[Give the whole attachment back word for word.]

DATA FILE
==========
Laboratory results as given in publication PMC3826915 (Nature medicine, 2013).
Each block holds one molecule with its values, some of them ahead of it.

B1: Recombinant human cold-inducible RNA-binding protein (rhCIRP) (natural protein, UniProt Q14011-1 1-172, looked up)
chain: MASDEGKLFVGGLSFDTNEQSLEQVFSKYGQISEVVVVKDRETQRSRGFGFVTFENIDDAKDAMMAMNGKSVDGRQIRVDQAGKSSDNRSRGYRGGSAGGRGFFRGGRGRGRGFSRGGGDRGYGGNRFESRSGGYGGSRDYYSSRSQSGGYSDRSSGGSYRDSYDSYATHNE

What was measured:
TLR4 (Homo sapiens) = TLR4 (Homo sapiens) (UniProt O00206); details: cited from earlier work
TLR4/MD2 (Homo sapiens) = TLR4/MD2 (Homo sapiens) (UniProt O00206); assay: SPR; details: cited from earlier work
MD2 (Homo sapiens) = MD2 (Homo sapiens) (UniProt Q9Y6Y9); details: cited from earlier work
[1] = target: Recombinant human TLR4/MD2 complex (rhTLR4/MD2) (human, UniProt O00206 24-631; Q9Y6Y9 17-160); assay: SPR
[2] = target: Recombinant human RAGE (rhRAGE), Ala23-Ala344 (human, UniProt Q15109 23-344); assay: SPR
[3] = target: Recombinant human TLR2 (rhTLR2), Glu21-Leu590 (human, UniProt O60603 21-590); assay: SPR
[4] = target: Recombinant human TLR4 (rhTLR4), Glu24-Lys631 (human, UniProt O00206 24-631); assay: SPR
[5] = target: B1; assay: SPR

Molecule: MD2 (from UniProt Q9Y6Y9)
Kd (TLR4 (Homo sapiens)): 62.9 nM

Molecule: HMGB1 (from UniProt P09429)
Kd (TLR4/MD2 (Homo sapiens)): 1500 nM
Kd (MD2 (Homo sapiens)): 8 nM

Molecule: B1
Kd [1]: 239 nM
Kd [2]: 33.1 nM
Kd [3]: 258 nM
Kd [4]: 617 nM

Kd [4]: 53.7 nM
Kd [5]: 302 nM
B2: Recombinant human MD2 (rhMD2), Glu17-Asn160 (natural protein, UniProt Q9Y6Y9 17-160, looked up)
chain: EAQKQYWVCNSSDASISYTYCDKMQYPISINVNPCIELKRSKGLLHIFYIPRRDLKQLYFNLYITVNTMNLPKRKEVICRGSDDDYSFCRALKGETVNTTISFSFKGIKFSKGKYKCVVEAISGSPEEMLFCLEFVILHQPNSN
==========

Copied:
Laboratory results as given in publication PMC3826915 (Nature medicine, 2013).
Each block holds one molecule with its values, some of them ahead of it.

B1: Recombinant human cold-inducible RNA-binding protein (rhCIRP) (natural protein, UniProt Q14011-1 1-172, looked up)
chain: MASDEGKLFVGGLSFDTNEQSLEQVFSKYGQISEVVVVKDRETQRSRGFGFVTFENIDDAKDAMMAMNGKSVDGRQIRVDQAGKSSDNRSRGYRGGSAGGRGFFRGGRGRGRGFSRGGGDRGYGGNRFESRSGGYGGSRDYYSSRSQSGGYSDRSSGGSYRDSYDSYATHNE

What was measured:
TLR4 (Homo sapiens) = TLR4 (Homo sapiens) (UniProt O00206); details: cited from earlier work
TLR4/MD2 (Homo sapiens) = TLR4/MD2 (Homo sapiens) (UniProt O00206); assay: SPR; details: cited from earlier work
MD2 (Homo sapiens) = MD2 (Homo sapiens) (UniProt Q9Y6Y9); details: cited from earlier work
[1] = target: Recombinant human TLR4/MD2 complex (rhTLR4/MD2) (human, UniProt O00206 24-631; Q9Y6Y9 17-160); assay: SPR
[2] = target: Recombinant human RAGE (rhRAGE), Ala23-Ala344 (human, UniProt Q15109 23-344); assay: SPR
[3] = target: Recombinant human TLR2 (rhTLR2), Glu21-Leu590 (human, UniProt O60603 21-590); assay: SPR
[4] = target: Recombinant human TLR4 (rhTLR4), Glu24-Lys631 (human, UniProt O00206 24-631); assay: SPR
[5] = target: B1; assay: SPR

Molecule: MD2 (from UniProt Q9Y6Y9)
Kd (TLR4 (Homo sapiens)): 62.9 nM

Molecule: HMGB1 (from UniProt P09429)
Kd (TLR4/MD2 (Homo sapiens)): 1500 nM
Kd (MD2 (Homo sapiens)): 8 nM

Molecule: B1
Kd [1]: 239 nM
Kd [2]: 33.1 nM
Kd [3]: 258 nM
Kd [4]: 617 nM

Kd [4]: 53.7 nM
Kd [5]: 302 nM
B2: Recombinant human MD2 (rhMD2), Glu17-Asn160 (natural protein, UniProt Q9Y6Y9 17-160, looked up)
chain: EAQKQYWVCNSSDASISYTYCDKMQYPISINVNPCIELKRSKGLLHIFYIPRRDLKQLYFNLYITVNTMNLPKRKEVICRGSDDDYSFCRALKGETVNTTISFSFKGIKFSKGKYKCVVEAISGSPEEMLFCLEFVILHQPNSN